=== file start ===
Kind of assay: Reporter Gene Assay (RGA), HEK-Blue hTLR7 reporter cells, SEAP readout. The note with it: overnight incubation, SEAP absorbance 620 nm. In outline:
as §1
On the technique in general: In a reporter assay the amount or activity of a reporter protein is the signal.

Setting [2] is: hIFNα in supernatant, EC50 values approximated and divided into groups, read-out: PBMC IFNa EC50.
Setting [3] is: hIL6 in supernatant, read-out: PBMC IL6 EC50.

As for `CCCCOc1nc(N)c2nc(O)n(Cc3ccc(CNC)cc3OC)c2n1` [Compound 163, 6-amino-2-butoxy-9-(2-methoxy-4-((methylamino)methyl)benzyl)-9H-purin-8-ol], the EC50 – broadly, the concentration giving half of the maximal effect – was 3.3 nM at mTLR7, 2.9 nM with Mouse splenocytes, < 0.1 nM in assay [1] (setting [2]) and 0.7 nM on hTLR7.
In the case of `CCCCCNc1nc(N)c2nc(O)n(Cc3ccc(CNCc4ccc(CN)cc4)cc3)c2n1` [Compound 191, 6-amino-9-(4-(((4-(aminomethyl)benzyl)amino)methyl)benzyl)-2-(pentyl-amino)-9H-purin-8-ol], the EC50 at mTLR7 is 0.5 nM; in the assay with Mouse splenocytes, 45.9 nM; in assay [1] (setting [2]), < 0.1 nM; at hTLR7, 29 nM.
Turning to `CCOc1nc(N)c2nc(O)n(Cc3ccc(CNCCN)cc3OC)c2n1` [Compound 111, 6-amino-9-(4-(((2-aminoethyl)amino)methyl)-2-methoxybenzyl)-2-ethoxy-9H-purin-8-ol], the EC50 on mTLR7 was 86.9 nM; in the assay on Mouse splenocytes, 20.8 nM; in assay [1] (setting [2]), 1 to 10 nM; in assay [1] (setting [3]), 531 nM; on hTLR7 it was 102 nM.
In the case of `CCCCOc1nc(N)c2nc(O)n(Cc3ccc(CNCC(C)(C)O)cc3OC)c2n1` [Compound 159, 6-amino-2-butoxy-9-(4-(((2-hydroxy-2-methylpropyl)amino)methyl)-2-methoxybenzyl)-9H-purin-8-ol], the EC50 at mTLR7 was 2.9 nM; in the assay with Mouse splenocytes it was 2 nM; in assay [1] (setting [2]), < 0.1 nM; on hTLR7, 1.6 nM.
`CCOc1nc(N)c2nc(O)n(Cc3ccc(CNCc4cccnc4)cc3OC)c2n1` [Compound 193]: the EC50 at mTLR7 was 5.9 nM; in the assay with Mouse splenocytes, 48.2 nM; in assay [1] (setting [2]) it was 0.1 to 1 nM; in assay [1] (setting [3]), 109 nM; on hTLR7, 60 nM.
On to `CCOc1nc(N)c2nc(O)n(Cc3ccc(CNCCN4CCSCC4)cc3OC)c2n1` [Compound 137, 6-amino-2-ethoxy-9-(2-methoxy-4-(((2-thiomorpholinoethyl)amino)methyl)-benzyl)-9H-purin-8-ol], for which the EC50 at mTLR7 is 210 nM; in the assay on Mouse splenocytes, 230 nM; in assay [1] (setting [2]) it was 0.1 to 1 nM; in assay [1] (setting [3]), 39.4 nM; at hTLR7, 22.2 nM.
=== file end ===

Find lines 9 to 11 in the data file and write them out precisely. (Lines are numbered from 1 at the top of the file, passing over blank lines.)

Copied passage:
In the case of `CCCCOc1nc(N)c2nc(O)n(Cc3ccc(CNCC(C)(C)O)cc3OC)c2n1` [Compound 159, 6-amino-2-butoxy-9-(4-(((2-hydroxy-2-methylpropyl)amino)methyl)-2-methoxybenzyl)-9H-purin-8-ol], the EC50 at mTLR7 was 2.9 nM; in the assay with Mouse splenocytes it was 2 nM; in assay [1] (setting [2]), < 0.1 nM; on hTLR7, 1.6 nM.
`CCOc1nc(N)c2nc(O)n(Cc3ccc(CNCc4cccnc4)cc3OC)c2n1` [Compound 193]: the EC50 at mTLR7 was 5.9 nM; in the assay with Mouse splenocytes, 48.2 nM; in assay [1] (setting [2]) it was 0.1 to 1 nM; in assay [1] (setting [3]), 109 nM; on hTLR7, 60 nM.
On to `CCOc1nc(N)c2nc(O)n(Cc3ccc(CNCCN4CCSCC4)cc3OC)c2n1` [Compound 137, 6-amino-2-ethoxy-9-(2-methoxy-4-(((2-thiomorpholinoethyl)amino)methyl)-benzyl)-9H-purin-8-ol], for which the EC50 at mTLR7 is 210 nM; in the assay on Mouse splenocytes, 230 nM; in assay [1] (setting [2]) it was 0.1 to 1 nM; in assay [1] (setting [3]), 39.4 nM; at hTLR7, 22.2 nM.